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Pro-rated Rent Question?


I've got a quick question for you lawyer types out there.

My g/f and I just signed a lease together that is going to start on the 20th of December. For the prorated amount, the apartment complex insists on using 30 days to calculate the daily rate.

This is bullshit to me since there are 31 days in December, making the actual daily rate lower.

Might not sound like much, but it ends up being about $50 more using their calculations than ours. I can easily afford it, but I don't want to give these money grubbing assholes more than they are entitled.

This is in Virginia, as I'm sure it varies state by state. Anyone familiar with individual state laws on what landlords are allowed to charge for prorated amounts? I'm determined to fight this bullshit.


Thirty days is always used. Well, in california thirty days is always used.


I'm not a lawyer, but I am a landlord.

I wouldn't be surprised if the law were silent on this, it would seem to be negotiable like other parts of the lease.

If it were me, I would insist on actual days. If it were February, I'd be willing to be they would be singing a different tune.


I have worked in property management, and 30 days is almost always used with prorating rent.

Is your lease silent on this though? A good lease will state something like "Rent Commencement shall be prorated on a 30 day basis..." Bla, Bla, Bla... Or "All amounts due under the Terms of this Lease shall be prorated on a 30 day basis...."

It makes accounting easier. Also, most other notices are supposed to be done on a 30 day basis and it just helps with consistency.


Well there is nothing in the Virginia Landlord Tenant Handbook about pro-rated rents at all:


I just called our local Department of Community Planning, Housing, and Development and they said there is unfortunately no official guidance or laws mandating how many days are used for the pro-rated amount. So it is basically up to the tenant and landlord to work that out.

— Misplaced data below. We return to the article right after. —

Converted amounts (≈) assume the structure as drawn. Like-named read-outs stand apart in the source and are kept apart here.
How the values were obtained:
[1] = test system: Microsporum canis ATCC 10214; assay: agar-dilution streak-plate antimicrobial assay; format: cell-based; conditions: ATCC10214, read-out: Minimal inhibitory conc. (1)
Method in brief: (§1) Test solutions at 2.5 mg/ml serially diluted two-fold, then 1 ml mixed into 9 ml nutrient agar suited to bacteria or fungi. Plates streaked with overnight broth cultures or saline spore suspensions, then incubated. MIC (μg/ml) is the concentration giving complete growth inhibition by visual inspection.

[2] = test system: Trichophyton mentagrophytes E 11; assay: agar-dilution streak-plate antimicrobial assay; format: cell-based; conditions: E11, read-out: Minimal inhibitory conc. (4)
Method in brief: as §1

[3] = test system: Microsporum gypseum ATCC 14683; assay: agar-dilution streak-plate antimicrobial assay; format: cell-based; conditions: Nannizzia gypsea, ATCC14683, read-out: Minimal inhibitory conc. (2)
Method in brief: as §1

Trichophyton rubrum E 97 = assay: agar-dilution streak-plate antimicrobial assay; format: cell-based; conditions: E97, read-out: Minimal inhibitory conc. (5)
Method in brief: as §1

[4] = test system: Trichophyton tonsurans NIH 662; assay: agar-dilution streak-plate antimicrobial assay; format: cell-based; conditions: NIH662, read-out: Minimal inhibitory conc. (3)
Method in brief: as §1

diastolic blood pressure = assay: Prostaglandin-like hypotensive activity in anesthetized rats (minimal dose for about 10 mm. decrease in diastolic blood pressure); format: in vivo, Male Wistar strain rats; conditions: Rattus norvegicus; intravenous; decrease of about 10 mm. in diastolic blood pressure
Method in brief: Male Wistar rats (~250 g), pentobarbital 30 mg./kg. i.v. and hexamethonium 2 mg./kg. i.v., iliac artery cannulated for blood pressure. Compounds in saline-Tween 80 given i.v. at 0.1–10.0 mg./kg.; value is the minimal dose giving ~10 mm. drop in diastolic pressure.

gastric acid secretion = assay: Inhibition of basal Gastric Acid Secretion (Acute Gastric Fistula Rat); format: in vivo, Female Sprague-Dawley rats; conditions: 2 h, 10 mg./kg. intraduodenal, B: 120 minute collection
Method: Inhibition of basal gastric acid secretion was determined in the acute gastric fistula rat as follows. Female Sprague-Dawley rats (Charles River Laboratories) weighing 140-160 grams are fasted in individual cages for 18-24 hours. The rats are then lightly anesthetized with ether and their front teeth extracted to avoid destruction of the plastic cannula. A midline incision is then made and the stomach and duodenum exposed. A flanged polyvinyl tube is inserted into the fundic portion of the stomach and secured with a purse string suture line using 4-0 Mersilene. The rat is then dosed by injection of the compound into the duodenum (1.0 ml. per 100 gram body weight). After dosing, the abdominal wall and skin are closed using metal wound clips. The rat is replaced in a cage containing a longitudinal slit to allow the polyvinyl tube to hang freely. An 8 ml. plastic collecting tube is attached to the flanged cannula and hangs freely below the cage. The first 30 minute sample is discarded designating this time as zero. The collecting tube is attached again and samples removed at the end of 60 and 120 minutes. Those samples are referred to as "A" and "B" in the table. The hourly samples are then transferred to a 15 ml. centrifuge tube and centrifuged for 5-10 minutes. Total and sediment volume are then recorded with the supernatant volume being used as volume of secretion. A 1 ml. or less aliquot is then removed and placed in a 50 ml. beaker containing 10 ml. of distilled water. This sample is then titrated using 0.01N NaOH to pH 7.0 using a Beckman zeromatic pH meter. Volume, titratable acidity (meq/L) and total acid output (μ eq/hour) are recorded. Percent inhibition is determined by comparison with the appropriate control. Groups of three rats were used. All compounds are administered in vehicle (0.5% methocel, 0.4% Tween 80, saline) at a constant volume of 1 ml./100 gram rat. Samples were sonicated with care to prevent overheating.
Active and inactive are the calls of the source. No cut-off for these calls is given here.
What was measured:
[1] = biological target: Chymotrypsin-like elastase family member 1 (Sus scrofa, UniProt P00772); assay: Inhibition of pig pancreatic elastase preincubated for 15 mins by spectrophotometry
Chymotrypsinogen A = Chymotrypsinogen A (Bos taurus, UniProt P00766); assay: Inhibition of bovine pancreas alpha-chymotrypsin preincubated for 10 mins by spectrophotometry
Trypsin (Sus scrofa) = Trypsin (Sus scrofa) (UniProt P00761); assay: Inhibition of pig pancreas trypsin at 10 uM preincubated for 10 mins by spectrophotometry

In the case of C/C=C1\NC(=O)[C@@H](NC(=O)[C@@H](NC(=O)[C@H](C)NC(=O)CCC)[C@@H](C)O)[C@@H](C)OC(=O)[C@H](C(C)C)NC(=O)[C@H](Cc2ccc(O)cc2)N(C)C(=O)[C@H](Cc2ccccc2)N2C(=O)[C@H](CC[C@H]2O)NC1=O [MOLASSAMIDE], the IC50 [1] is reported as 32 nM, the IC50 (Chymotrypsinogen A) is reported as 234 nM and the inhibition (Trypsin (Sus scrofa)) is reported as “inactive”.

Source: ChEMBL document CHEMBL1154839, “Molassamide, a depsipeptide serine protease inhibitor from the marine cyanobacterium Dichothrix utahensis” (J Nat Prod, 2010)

Dr. P: Thanks for the reminder about February. I will ask them that. If they don't flinch and say that would be 30 days as well, I'll give them the benefit of the doubt and pay. Otherwise I will probably still pay just not be happy about it!

Thanks all


Christine: We actually haven't officially signed the lease yet, just got the acceptance and all that jazz. I'm going to be signing the lease today, which is why I wanted to clear this up beforehand.



Um . . . not trying to be negative here, but isn't the difference (between 1/30th of a month and 1/31st of a month) literally going to be, like, a couple bucks or so?


This is pretty standard. It makes the math easier. Has nothing to do with law.

If you look at your bank accounts, interest is almost always based on a 360 day year for this same reason.


Maybe where you live? I suspect you reside not in NYC and actually in one of the lower rent places of New York?

Edit: I think i see what you were trying to say. On a $2500/month apartment, it comes out to about $3/day. So multiple that by how many days you are prorating for and it compounds.

Like I said originally its more about the principal of the matter than the actual amount.


Blargh...we aren't exactly dealing with string theory here. Certainly not outside the realms of a basic calculator and a little bit of common sense. I concede that you're right about this being standard practice, but the whole "easier math" thing is just a way for them to justify hosing people for more money.


Just think that if they are basing the rent on 30 day months you are actually getting 1 day free rent 7 months out of the year, but you should definitely pitch a fit in February (except 2012 is a leap year so 1 more free day for you)


I prorate my rentals based on the days in that particular month, but every other lease I have seen just bases is off of 30 days. I don't think I've ever had to do it in February, but I'd probably just figure 30 days if it came up. Keep in mind I'm a small fry and I care much more about having happy tenants that will respect the property than I do an extra $20-$30.


This. A 360 day year is very common, but only used when it is beneficial to the user.

The the collector will get a better deal with a 365 day year, they use that.


But the 360 really is normal course of business. I can't imagine (unless the landlord is small and broke) they won't split the difference, or otherwise haggle with you.


This is a very good point.


Right, that's what I'm saying. For the $3/day for those few days, probably not worth starting off the relationship with the new landlord by bickering over that and having them already get the idea in their head that you're going to be the problem tenant. Just part with the $3-times-a-few-days and be done with it. Keep everything on the level.

Some fights ain't worth picking.